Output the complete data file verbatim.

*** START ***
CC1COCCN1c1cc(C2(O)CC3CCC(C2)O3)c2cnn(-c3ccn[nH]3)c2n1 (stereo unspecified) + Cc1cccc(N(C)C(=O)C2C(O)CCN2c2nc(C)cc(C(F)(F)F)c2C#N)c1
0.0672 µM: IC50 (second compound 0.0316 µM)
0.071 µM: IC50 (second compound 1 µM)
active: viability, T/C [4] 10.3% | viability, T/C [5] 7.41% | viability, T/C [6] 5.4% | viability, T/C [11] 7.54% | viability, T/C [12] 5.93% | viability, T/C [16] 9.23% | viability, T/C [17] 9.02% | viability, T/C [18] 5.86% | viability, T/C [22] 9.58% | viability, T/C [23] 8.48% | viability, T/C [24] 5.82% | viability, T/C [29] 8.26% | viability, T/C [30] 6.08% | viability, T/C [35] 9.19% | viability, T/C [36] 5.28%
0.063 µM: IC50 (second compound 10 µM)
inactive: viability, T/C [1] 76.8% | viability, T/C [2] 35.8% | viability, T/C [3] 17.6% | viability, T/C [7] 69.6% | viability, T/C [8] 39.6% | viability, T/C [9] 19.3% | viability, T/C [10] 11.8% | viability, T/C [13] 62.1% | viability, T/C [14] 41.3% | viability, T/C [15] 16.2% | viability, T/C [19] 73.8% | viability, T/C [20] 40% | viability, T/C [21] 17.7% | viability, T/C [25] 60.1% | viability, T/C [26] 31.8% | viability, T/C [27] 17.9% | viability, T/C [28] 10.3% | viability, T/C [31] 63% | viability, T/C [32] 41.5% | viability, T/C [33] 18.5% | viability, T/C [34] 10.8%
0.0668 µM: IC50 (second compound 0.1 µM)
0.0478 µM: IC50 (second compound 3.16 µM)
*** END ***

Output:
CC1COCCN1c1cc(C2(O)CC3CCC(C2)O3)c2cnn(-c3ccn[nH]3)c2n1 (stereo unspecified) + Cc1cccc(N(C)C(=O)C2C(O)CCN2c2nc(C)cc(C(F)(F)F)c2C#N)c1
0.0672 µM: IC50 (second compound 0.0316 µM)
0.071 µM: IC50 (second compound 1 µM)
active: viability, T/C [4] 10.3% | viability, T/C [5] 7.41% | viability, T/C [6] 5.4% | viability, T/C [11] 7.54% | viability, T/C [12] 5.93% | viability, T/C [16] 9.23% | viability, T/C [17] 9.02% | viability, T/C [18] 5.86% | viability, T/C [22] 9.58% | viability, T/C [23] 8.48% | viability, T/C [24] 5.82% | viability, T/C [29] 8.26% | viability, T/C [30] 6.08% | viability, T/C [35] 9.19% | viability, T/C [36] 5.28%
0.063 µM: IC50 (second compound 10 µM)
inactive: viability, T/C [1] 76.8% | viability, T/C [2] 35.8% | viability, T/C [3] 17.6% | viability, T/C [7] 69.6% | viability, T/C [8] 39.6% | viability, T/C [9] 19.3% | viability, T/C [10] 11.8% | viability, T/C [13] 62.1% | viability, T/C [14] 41.3% | viability, T/C [15] 16.2% | viability, T/C [19] 73.8% | viability, T/C [20] 40% | viability, T/C [21] 17.7% | viability, T/C [25] 60.1% | viability, T/C [26] 31.8% | viability, T/C [27] 17.9% | viability, T/C [28] 10.3% | viability, T/C [31] 63% | viability, T/C [32] 41.5% | viability, T/C [33] 18.5% | viability, T/C [34] 10.8%
0.0668 µM: IC50 (second compound 0.1 µM)
0.0478 µM: IC50 (second compound 3.16 µM)